‘The conditions, in the wake of this reading, are ideal for beginning to cultivate my own barren planet, to write my new poem, and for that I am very grateful.’ Amy Brown 2015
Eleanor Catton on the grant she has established and to date funded (contributions are welcome!):
‘I established the Horoeka / Lancewood Reading Grant to give New Zealand writers the means and opportunity not to write, but to read, and to share what they have read with their colleagues in the arts.
I hope that this endeavour will challenge our tendency to measure the value of art in the proof of artistic production and productivity, and that it will restore value to the crucial but in many ways unquantifiable activity of reading. Most of all, however, I hope that the grant will encourage free and curious discussion about books.
Each grant is worth NZD$2000, with half awarded at the beginning of the reading period, and half at the end, whereupon the recipient submits a short essay that discusses what they have read and what they thought about it. These essays are then published on this site along with a bibliography.’
For the rest of her statement see here.
The inaugural recipient of this timely project is Amy Brown whose debut poetry collection, The Odour of Sanctity, was published in 2013. She teaches at the University of Melbourne where she was awarded a PhD in Creative Writing.
‘Cultivating the Barren Planet’ by Amy Brown
‘For the last year or so, I have been drawn to news items such as:
The Country Fire Authority implores residents in rural areas to make Fire Plans so that when it becomes imperative to leave their homes the temptation to stay may be over-ruled by a rational list of instructions.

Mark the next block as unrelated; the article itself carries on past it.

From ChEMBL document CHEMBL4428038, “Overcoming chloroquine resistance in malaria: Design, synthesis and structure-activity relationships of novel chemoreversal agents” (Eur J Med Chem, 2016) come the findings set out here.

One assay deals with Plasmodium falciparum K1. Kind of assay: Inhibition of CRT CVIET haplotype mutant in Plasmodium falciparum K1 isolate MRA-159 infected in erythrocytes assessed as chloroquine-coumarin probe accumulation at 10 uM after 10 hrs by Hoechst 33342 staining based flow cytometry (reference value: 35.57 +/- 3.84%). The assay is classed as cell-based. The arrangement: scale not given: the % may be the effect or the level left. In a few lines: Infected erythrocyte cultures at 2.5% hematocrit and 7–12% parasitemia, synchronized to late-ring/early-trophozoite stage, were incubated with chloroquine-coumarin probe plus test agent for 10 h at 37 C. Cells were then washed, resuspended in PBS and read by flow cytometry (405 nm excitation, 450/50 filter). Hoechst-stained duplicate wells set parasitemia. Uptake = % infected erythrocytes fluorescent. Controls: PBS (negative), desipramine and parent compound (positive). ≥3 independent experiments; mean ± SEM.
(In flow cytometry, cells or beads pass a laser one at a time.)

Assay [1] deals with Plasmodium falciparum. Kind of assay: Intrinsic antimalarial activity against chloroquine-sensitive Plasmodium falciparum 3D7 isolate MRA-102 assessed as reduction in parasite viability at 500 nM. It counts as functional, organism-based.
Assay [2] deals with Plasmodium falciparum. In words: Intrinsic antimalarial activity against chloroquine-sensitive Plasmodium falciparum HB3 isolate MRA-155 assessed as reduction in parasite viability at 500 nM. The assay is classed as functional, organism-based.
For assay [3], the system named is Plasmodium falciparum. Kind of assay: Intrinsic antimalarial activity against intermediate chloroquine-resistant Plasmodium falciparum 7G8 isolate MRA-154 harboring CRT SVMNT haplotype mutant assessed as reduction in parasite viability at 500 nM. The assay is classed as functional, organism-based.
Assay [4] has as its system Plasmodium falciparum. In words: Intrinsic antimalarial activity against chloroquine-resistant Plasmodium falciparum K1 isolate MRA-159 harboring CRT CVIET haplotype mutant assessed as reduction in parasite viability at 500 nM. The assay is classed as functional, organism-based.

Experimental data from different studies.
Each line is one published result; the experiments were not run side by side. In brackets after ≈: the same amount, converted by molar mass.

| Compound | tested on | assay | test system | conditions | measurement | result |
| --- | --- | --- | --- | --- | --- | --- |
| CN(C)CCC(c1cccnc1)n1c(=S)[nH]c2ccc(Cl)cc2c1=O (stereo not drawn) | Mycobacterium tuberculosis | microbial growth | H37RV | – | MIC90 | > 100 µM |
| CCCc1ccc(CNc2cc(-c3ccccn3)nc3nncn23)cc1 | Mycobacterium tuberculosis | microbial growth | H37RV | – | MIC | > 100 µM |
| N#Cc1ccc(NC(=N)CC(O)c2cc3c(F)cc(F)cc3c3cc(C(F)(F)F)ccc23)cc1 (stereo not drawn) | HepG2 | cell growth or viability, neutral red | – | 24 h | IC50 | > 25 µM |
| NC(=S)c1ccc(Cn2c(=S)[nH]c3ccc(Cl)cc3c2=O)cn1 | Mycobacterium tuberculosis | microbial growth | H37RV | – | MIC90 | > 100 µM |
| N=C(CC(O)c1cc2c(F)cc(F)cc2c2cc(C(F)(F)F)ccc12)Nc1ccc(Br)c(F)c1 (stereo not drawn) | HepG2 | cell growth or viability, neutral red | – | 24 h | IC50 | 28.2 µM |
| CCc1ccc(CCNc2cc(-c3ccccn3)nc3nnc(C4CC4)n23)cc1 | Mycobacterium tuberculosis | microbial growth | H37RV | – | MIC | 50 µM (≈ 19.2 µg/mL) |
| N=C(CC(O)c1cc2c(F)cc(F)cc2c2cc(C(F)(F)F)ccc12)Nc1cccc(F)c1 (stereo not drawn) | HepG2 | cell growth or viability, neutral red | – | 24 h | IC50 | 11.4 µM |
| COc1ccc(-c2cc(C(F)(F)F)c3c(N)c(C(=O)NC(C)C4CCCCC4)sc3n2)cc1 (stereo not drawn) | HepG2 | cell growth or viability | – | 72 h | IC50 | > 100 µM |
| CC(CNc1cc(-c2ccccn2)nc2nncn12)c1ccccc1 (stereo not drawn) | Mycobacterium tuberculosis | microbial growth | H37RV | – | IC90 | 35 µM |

Asylum seekers intercepted in Australian waters are being stripped of their personal effects — hearing aids, spectacles, prosthetic limbs and medication — on arrival at detention centres.
Hundreds of Mars One applicants are hoping to participate in a small Dutch not-for-profit organisation’s plan to send four civilians on a one-way mission to Mars in 2026.
These stories have struck me, I believe, because I’ve been interpreting them as extreme extensions of my own expatriate situation. In 2014, I applied for permanent residency in Australia, married an Australian, and so began legally relinquishing New Zealand as my home. My country of birth was not being consumed by fire tornadoes or bombed to pieces; I was not fleeing anything. Nor was I choosing to fly for seven months to a planet whose atmosphere could not support my life. However, these news stories gave me a new, oblique angle from which to question when and why I felt ‘at home’ in Australia, how that affected my connection to New Zealand, and, generally, what it means to belong to a place.’
You can read the rest of her essay here.
Current recipients include Craig Cliff, Alex Lodge, Rosabel Tan and Alex Mitcalf Wilson.